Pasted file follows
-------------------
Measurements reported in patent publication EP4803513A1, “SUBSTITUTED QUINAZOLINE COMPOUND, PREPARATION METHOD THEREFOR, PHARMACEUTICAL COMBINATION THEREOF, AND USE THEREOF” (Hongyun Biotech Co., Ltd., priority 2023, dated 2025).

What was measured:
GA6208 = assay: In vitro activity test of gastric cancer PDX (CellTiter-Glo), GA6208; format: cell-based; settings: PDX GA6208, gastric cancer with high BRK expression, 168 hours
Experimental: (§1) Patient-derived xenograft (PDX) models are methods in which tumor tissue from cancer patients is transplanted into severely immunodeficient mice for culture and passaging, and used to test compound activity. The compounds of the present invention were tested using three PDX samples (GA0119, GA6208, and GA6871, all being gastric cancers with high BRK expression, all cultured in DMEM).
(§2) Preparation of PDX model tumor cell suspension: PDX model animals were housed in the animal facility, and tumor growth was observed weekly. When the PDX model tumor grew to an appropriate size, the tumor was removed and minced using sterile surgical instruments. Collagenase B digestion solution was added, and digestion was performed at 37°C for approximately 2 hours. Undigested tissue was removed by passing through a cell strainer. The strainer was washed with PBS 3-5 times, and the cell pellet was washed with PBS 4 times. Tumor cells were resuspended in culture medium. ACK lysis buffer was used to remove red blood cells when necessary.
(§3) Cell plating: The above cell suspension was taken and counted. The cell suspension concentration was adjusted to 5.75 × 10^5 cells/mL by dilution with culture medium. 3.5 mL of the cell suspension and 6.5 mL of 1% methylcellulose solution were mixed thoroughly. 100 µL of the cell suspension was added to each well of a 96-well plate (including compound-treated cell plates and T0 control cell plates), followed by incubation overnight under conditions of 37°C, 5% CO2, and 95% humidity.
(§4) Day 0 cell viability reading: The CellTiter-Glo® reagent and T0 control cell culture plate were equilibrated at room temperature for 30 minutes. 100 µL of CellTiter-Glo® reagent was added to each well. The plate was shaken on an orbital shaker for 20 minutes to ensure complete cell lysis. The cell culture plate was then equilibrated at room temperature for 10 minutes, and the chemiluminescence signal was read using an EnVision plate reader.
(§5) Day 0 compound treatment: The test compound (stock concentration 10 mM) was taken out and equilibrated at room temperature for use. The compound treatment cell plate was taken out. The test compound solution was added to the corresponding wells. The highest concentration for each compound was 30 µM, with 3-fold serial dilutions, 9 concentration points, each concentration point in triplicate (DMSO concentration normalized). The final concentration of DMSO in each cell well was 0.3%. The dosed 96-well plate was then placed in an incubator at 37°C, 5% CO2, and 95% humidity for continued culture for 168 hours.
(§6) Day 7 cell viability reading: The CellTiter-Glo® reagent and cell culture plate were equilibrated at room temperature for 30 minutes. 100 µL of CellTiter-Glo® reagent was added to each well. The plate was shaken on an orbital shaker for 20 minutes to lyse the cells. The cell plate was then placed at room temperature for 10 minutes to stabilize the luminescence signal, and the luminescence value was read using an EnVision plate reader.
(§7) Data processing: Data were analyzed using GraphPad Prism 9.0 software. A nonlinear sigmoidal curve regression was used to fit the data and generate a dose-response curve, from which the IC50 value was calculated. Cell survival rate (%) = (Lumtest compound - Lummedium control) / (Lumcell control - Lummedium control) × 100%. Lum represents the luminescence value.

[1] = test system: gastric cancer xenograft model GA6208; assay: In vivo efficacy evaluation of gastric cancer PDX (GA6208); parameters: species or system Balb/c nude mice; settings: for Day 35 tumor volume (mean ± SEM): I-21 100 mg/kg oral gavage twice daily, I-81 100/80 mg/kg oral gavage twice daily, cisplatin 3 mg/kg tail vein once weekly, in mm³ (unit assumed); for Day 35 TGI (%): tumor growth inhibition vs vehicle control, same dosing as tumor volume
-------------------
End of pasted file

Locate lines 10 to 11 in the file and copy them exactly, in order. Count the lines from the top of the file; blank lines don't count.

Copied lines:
(§7) Data processing: Data were analyzed using GraphPad Prism 9.0 software. A nonlinear sigmoidal curve regression was used to fit the data and generate a dose-response curve, from which the IC50 value was calculated. Cell survival rate (%) = (Lumtest compound - Lummedium control) / (Lumcell control - Lummedium control) × 100%. Lum represents the luminescence value.

[1] = test system: gastric cancer xenograft model GA6208; assay: In vivo efficacy evaluation of gastric cancer PDX (GA6208); parameters: species or system Balb/c nude mice; settings: for Day 35 tumor volume (mean ± SEM): I-21 100 mg/kg oral gavage twice daily, I-81 100/80 mg/kg oral gavage twice daily, cisplatin 3 mg/kg tail vein once weekly, in mm³ (unit assumed); for Day 35 TGI (%): tumor growth inhibition vs vehicle control, same dosing as tumor volume